Comment 10991

By seancb (registered) - website | Posted August 27, 2007 at 14:09:13

No. Let's start by enforcing the users who cause the most damage to the most people: private automobile drivers. I'm very sorry but your argment doesn't make logical sense. Cycling is statistically one of the safest ways to travel. Cyclists aren't killing themselves. Cyclists aren't killing others. Being a cyclist is safer than being a driver. Being a cyclist is safer then being a pedestrian. Most cyclists already act according to the "new rules" that I've proposed yet cycling remains safe. So let's make these safe cyclists legal and start punishing the drivers who are actually causing harm to others both directly and indirectly. You are advocating MORE limits on the roads' safest users. Why?

I'm not entirely sure what plan you have in mind, but it sounds like you want to start by licensing cyclists (and imposing helmet laws which have a questionable effect on cyclist safety), and follow up by waiting around until road users start to obey existing laws by their own accord. Then finally when that happens (i.e. never), revisit the rules and change as necessary. Correct me if I'm wrong. If this is your plan, I think it's kind of useless. How do you propose we "eduacte" drivers in a way that ensures they pay attention? We already have signs telling them to obey the speed limits and signal their intentions and they are clearly doing nothing.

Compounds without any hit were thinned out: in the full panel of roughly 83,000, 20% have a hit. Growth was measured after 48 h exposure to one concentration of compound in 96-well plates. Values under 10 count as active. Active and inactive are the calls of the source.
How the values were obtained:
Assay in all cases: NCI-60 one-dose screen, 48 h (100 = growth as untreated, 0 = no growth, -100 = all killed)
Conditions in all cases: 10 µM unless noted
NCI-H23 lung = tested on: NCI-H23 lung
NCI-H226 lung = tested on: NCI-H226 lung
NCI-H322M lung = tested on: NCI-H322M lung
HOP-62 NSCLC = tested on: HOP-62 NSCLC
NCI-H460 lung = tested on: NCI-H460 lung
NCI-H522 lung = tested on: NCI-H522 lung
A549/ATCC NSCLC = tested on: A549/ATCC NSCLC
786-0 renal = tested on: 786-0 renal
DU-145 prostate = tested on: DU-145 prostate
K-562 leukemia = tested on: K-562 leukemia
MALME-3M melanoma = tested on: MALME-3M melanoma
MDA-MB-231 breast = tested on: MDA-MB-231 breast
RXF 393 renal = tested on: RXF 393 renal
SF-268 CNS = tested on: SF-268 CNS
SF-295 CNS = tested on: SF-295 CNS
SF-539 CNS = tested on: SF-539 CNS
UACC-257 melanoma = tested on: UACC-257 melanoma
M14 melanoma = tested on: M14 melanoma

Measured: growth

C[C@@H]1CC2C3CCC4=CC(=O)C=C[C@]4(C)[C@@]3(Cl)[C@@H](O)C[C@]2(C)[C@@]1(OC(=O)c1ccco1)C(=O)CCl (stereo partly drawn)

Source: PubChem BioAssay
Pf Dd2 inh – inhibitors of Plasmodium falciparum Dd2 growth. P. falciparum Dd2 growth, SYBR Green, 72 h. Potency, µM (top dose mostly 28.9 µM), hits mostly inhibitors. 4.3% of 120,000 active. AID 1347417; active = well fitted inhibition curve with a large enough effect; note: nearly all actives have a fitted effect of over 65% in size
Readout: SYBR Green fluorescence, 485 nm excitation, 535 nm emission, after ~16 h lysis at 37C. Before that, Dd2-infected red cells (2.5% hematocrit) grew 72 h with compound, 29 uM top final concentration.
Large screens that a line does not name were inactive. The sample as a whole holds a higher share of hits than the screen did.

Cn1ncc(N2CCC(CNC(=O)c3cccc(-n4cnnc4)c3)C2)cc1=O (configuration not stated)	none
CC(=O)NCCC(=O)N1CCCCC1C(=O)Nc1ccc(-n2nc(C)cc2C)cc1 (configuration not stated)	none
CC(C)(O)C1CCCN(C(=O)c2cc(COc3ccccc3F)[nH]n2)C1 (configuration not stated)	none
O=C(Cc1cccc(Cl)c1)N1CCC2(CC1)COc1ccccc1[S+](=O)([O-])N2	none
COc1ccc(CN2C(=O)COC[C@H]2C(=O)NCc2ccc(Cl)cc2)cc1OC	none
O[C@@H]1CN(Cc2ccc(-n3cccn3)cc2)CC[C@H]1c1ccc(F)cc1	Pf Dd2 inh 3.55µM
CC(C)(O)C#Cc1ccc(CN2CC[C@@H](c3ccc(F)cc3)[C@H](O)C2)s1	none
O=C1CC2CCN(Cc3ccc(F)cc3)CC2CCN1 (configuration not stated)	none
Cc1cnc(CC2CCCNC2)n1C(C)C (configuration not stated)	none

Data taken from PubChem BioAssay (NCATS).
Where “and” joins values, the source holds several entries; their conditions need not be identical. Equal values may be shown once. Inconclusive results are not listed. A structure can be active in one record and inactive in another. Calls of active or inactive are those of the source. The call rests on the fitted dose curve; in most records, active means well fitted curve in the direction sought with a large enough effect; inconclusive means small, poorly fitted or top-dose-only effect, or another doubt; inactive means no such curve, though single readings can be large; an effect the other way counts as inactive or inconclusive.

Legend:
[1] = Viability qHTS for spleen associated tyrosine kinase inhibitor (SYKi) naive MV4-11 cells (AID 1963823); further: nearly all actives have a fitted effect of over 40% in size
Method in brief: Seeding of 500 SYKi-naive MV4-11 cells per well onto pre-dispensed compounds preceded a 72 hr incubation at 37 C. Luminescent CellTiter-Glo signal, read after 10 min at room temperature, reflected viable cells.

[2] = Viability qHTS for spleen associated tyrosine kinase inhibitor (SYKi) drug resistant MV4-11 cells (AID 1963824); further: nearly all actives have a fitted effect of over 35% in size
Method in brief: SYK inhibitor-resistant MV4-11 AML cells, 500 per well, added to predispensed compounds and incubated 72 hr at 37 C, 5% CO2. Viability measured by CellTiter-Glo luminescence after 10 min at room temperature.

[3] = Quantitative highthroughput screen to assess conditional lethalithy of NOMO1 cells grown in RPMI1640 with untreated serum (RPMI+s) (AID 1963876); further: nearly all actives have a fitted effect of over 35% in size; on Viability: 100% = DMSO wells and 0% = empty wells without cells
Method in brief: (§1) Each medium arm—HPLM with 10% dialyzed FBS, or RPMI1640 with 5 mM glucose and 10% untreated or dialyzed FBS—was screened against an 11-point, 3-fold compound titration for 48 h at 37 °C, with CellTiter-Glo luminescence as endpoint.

I say: increase enforcement for the most dangerous users. Even a sliding scale based on vehicle weight would be awesome. Ability to cause damage to others increases with vehicle mass, so going 20 over in an Echo could earn you a $200 tiket. In an Escalade, $500. And in a big rig, $1000.

At the same time, relax restrictions on less damaging modes of transport: namely walking and biking.

These two measures would result in motorists taking fewer risks copled with more peole choosing the safer modes (since they are made more convenient). For every person riding to work, it's oneless dangerous car. This is the way to make roads safer. Licensing cyclists is not going to reduce vehicular deaths. Waiting for people to start paying attention to current rules won't either.

Though maybe I'm missing something in your argument...?

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